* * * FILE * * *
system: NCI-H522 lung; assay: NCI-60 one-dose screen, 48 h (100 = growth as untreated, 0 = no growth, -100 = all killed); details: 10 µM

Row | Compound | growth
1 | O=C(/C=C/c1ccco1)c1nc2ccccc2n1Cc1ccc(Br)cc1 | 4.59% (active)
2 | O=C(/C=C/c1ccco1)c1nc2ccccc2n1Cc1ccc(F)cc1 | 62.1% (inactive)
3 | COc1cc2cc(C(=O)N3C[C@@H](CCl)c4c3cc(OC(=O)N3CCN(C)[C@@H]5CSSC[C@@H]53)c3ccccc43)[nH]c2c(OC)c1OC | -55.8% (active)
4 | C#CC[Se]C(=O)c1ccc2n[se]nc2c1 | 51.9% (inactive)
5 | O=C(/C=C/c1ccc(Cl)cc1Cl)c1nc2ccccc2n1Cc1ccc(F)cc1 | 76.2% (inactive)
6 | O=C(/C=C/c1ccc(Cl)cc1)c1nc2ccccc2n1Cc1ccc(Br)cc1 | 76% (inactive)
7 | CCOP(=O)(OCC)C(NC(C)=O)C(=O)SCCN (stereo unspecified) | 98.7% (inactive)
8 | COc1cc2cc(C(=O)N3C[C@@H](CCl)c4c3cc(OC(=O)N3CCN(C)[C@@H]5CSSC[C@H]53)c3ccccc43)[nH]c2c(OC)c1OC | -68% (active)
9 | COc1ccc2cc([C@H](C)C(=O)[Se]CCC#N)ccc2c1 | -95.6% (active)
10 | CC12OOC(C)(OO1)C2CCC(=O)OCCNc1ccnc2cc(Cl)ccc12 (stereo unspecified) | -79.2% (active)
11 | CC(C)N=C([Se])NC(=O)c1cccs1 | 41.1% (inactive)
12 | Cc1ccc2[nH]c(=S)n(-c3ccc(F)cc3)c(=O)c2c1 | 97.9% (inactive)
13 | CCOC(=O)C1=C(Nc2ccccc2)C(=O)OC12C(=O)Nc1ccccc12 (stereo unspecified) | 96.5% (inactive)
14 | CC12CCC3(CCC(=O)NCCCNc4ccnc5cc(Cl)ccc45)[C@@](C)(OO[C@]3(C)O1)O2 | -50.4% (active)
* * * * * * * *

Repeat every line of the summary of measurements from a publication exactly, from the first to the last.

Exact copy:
system: NCI-H522 lung; assay: NCI-60 one-dose screen, 48 h (100 = growth as untreated, 0 = no growth, -100 = all killed); details: 10 µM

Row | Compound | growth
1 | O=C(/C=C/c1ccco1)c1nc2ccccc2n1Cc1ccc(Br)cc1 | 4.59% (active)
2 | O=C(/C=C/c1ccco1)c1nc2ccccc2n1Cc1ccc(F)cc1 | 62.1% (inactive)
3 | COc1cc2cc(C(=O)N3C[C@@H](CCl)c4c3cc(OC(=O)N3CCN(C)[C@@H]5CSSC[C@@H]53)c3ccccc43)[nH]c2c(OC)c1OC | -55.8% (active)
4 | C#CC[Se]C(=O)c1ccc2n[se]nc2c1 | 51.9% (inactive)
5 | O=C(/C=C/c1ccc(Cl)cc1Cl)c1nc2ccccc2n1Cc1ccc(F)cc1 | 76.2% (inactive)
6 | O=C(/C=C/c1ccc(Cl)cc1)c1nc2ccccc2n1Cc1ccc(Br)cc1 | 76% (inactive)
7 | CCOP(=O)(OCC)C(NC(C)=O)C(=O)SCCN (stereo unspecified) | 98.7% (inactive)
8 | COc1cc2cc(C(=O)N3C[C@@H](CCl)c4c3cc(OC(=O)N3CCN(C)[C@@H]5CSSC[C@H]53)c3ccccc43)[nH]c2c(OC)c1OC | -68% (active)
9 | COc1ccc2cc([C@H](C)C(=O)[Se]CCC#N)ccc2c1 | -95.6% (active)
10 | CC12OOC(C)(OO1)C2CCC(=O)OCCNc1ccnc2cc(Cl)ccc12 (stereo unspecified) | -79.2% (active)
11 | CC(C)N=C([Se])NC(=O)c1cccs1 | 41.1% (inactive)
12 | Cc1ccc2[nH]c(=S)n(-c3ccc(F)cc3)c(=O)c2c1 | 97.9% (inactive)
13 | CCOC(=O)C1=C(Nc2ccccc2)C(=O)OC12C(=O)Nc1ccccc12 (stereo unspecified) | 96.5% (inactive)
14 | CC12CCC3(CCC(=O)NCCCNc4ccnc5cc(Cl)ccc45)[C@@](C)(OO[C@]3(C)O1)O2 | -50.4% (active)